Woot! Another year is done, and we get to start a new one. The new year is a great time to reflect on the one just past, and decide what direction to go in the future. We get to decide what we liked – and did not. We more or less run on a calendar year because for our family, it makes sense. It also reflects how the real world operates.
When life hands you lemons…you know the rest!
In all seriousness, we had one of those years.
You know the type. The kind that brought massive change and upheaval to our family. We survived a cross-country move, leaving everything and everyone we knew behind, and moved to an area where we have no family and few friends. The move meant that it was the first year that we spent the holidays without family with whom to celebrate.
That said, the move was right, and every day we spend in Fort Worth, Texas confirms it.
The downside of turmoil is that we did not achieve all of our academic goals. There are writing projects that must still be done, history to study, and a few other things that fell by the wayside.
The beauty of homeschooling is the ability to change as needed
The ability to change when circumstances change is a hallmark of humanity – it honors the individual. It shows respect to the unique learning needs, and desires, in each of us.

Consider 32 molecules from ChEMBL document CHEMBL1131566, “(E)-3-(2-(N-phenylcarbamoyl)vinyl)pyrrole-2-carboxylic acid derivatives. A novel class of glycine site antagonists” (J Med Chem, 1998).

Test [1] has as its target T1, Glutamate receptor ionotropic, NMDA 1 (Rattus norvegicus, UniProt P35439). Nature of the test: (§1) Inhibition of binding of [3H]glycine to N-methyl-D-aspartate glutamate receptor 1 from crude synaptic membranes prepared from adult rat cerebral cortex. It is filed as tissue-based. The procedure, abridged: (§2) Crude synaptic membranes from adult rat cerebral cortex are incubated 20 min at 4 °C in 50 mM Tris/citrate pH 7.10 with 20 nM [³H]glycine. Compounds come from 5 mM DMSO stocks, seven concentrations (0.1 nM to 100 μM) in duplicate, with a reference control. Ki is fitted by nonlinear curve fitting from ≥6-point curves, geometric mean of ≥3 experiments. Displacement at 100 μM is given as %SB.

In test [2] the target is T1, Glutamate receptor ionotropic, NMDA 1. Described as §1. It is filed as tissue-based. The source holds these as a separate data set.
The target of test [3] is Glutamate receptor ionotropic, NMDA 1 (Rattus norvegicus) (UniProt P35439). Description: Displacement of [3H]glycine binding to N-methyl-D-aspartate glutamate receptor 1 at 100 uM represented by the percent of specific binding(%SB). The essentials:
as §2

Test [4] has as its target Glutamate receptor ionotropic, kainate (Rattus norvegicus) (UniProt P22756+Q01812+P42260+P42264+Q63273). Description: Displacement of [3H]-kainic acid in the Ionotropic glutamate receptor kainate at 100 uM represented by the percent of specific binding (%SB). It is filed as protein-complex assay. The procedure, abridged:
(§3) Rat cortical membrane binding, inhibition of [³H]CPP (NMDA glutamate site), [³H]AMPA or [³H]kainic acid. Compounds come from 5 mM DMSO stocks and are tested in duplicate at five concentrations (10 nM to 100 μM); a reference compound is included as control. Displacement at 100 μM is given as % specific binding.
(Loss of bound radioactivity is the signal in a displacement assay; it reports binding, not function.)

What better way to honor our kids’ uniqueness than to sit back at the end of a year, reflect on what worked, change what did not, and continue moving forward?
The best laid plans of mice and men…
Did you have one of those years too? A year where everything got thrown out of the truck, in the dirt and run over by the same truck…several times?
I hope you did not, but if you did, here is how we are going to get back on track – maybe it will help you too.
- Determine exactly where we want to be in 3 months, then 6 months. Actual target dates help you break it down to manageable tasks. It also gives concrete answers on how much time you have to finish individual tasks.
- Divide the number of projects or assignments by the the number of weeks. This gives us the number of items per week. You can decide to break it down by the day at that point, or have your kids do that, but either way, this is a way more manageable number with which to work.
- Decide if the volume of work is feasible or must be spread out further. Sometimes, we fall behind more than we realize, and the time we need to achieve our goals needs to be adjusted.
- Remember that no schedule is perfect, and whether you are actually “behind” is based solely on your perception. Is your perception skewed by what they do in school, or is it based on what you know about your family and kids? Behind is such an ambiguous idea anyhow – it implies that you have been measured against an arbitrary yard stick and found wanting. It is in your best interest to take ownership of that yardstick to make sure the measurement is fair and reflects your values and goals.